President Trump announced from the White House Rose Garden Monday evening that he is "mobilizing all available federal resources, civilian and military" to stop violent protests across the country, decrying "professional anarchists, looters, criminals, antifa and others" whose actions have "gripped" the nation.

The backdrop: Trump's announcement came as police clashed with protesters just outside of the White House, using tear gas and rubber bullets to disperse crowds chanting, "Hands up, don't shoot," and other slogans. Flash bangs used outside the White House could be heard from the Rose Garden.

What he said:

  • "Today, I have strongly recommended to every governor to deploy the National Guard in sufficient numbers that we dominate the streets. Mayors and governors must establish an overwhelming presence until the violence is quelled."
  • "If a city or state refuses to take the actions necessary to defend the life and property of their residents, then I will deploy the United States military and quickly solve the problem for them."
  • "I am also taking swift and decisive action to protect our capital, Washington D.C.. ... As we speak, I am dispatching thousands and thousands of heavily armed soldiers, military personnel and law enforcement officers to stop the rioting, looting, vandalism, assaults and wanton destruction of property. We are putting everybody on warning."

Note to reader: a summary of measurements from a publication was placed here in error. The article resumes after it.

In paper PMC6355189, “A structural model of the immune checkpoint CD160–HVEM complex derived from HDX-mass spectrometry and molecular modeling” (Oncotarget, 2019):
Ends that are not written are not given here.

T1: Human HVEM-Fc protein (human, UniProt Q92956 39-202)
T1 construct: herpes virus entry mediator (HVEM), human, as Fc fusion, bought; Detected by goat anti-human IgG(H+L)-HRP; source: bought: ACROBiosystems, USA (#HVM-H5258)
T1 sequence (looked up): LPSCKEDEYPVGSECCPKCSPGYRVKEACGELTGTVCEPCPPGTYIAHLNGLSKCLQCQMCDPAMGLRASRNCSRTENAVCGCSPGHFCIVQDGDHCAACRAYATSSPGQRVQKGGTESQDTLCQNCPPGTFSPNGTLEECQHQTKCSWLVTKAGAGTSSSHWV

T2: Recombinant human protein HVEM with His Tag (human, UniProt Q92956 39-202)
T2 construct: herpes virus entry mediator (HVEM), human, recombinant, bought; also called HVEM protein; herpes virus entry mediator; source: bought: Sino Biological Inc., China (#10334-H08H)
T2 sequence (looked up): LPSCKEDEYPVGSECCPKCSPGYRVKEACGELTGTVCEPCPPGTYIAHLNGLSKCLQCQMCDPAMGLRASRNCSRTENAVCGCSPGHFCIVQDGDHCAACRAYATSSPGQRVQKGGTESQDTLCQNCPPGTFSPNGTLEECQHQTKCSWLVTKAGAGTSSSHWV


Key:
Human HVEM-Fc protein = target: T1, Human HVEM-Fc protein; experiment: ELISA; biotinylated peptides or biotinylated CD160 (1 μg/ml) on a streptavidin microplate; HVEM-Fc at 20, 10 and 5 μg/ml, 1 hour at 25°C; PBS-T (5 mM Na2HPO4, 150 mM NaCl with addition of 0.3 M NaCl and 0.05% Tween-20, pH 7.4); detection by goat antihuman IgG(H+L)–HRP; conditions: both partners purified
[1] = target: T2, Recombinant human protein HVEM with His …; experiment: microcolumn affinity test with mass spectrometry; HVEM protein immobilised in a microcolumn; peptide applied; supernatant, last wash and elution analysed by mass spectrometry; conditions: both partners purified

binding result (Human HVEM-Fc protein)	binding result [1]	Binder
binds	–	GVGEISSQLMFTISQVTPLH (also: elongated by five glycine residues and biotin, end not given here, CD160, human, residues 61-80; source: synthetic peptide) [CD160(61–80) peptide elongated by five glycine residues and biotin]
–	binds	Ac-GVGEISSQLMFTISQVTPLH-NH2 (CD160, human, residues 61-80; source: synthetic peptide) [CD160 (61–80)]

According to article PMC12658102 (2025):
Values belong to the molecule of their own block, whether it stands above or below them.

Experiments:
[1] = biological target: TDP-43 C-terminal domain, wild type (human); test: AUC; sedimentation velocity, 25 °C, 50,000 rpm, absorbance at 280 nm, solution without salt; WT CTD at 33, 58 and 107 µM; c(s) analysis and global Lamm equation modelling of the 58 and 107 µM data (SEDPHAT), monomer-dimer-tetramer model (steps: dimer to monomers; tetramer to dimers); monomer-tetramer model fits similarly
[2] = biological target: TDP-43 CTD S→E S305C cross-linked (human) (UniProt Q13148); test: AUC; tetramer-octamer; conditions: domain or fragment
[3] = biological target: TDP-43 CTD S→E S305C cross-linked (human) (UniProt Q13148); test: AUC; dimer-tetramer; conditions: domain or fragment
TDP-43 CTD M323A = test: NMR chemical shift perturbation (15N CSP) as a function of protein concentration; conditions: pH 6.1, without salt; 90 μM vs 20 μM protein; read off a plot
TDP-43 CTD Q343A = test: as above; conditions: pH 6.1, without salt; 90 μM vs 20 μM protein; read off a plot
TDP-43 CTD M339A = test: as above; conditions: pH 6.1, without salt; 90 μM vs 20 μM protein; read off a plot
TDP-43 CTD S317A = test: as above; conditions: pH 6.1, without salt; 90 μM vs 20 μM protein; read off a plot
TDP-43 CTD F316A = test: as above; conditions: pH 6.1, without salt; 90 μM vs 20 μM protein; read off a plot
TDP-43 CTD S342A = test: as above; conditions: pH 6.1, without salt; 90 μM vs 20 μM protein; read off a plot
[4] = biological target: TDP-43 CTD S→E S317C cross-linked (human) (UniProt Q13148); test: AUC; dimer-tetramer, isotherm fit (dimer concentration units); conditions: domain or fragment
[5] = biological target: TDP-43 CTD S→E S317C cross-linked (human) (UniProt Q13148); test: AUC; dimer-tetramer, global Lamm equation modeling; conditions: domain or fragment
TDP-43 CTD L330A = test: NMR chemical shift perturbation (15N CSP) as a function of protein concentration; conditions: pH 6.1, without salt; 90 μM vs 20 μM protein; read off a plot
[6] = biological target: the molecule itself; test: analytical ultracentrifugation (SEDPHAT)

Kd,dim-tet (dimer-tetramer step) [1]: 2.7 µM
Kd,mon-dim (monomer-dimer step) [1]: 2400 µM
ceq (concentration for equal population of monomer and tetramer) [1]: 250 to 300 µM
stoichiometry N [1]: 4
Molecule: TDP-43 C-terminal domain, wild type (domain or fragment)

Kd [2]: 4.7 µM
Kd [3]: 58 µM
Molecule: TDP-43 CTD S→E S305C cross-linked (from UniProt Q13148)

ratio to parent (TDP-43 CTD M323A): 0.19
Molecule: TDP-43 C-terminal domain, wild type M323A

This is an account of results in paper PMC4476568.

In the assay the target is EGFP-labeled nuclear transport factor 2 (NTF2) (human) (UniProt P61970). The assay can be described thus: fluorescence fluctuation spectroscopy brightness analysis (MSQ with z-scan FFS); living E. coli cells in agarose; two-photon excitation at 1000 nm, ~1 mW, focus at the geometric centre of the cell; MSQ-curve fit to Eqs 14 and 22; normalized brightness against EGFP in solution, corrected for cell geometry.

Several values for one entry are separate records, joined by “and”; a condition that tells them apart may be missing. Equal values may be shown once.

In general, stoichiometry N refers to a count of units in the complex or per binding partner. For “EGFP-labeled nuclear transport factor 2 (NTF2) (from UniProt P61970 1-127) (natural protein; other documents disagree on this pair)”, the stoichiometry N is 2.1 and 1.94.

Between the lines: In order to deploy U.S. active-duty personnel to conduct law enforcement on American soil, the president must invoke the 1807 Insurrection Act. It has been used several times in U.S. history, including by President George H.W. Bush during the 1992 Los Angeles Riots.

  • Trump has not yet enacted the Insurrection Act, according to a senior defense official.
  • The Pentagon has not received any requests from states asking for military assistance as of 10pm ET.

Go deeper: Trump lashes out at governors, calls for National Guard to "dominate" streets

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  2. U.S.: Total confirmed cases as of 1 p.m. ET: 2,699,658 — Total deaths: 128,184 — Total recoveries: 729,994 — Total tested: 32,827,359Map.
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Coronavirus testing czar: "We are not flattening the curve right now"

Adm. Brett Giroir, the Health and Human Services official overseeing the nation's coronavirus testing efforts, told Congress Thursday that the U.S. is "not flattening the curve right now," and that the nationwide surge in new cases is not simply a result of more testing.

Why it matters: President Trump said at a press conference just hours earlier that the U.S. is getting the coronavirus "under control." He and other top members of his administration have sought to downplay the growing surge in infections as largely a product of increased testing.